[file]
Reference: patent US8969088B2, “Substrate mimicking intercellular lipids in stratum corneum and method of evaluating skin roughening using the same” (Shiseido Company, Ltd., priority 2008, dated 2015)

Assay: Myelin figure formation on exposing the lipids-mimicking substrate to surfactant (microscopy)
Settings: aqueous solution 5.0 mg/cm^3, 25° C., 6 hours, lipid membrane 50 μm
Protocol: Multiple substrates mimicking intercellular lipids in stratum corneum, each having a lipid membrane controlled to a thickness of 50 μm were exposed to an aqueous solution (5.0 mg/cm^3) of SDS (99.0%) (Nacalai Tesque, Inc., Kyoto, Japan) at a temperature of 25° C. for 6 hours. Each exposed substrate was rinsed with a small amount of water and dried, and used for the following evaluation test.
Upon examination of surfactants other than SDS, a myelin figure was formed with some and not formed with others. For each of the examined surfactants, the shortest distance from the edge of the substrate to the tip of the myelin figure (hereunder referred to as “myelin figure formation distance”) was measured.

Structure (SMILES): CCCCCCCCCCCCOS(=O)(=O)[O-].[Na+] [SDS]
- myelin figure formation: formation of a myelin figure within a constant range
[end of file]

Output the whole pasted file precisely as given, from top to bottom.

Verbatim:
Reference: patent US8969088B2, “Substrate mimicking intercellular lipids in stratum corneum and method of evaluating skin roughening using the same” (Shiseido Company, Ltd., priority 2008, dated 2015)

Assay: Myelin figure formation on exposing the lipids-mimicking substrate to surfactant (microscopy)
Settings: aqueous solution 5.0 mg/cm^3, 25° C., 6 hours, lipid membrane 50 μm
Protocol: Multiple substrates mimicking intercellular lipids in stratum corneum, each having a lipid membrane controlled to a thickness of 50 μm were exposed to an aqueous solution (5.0 mg/cm^3) of SDS (99.0%) (Nacalai Tesque, Inc., Kyoto, Japan) at a temperature of 25° C. for 6 hours. Each exposed substrate was rinsed with a small amount of water and dried, and used for the following evaluation test.
Upon examination of surfactants other than SDS, a myelin figure was formed with some and not formed with others. For each of the examined surfactants, the shortest distance from the edge of the substrate to the tip of the myelin figure (hereunder referred to as “myelin figure formation distance”) was measured.

Structure (SMILES): CCCCCCCCCCCCOS(=O)(=O)[O-].[Na+] [SDS]
- myelin figure formation: formation of a myelin figure within a constant range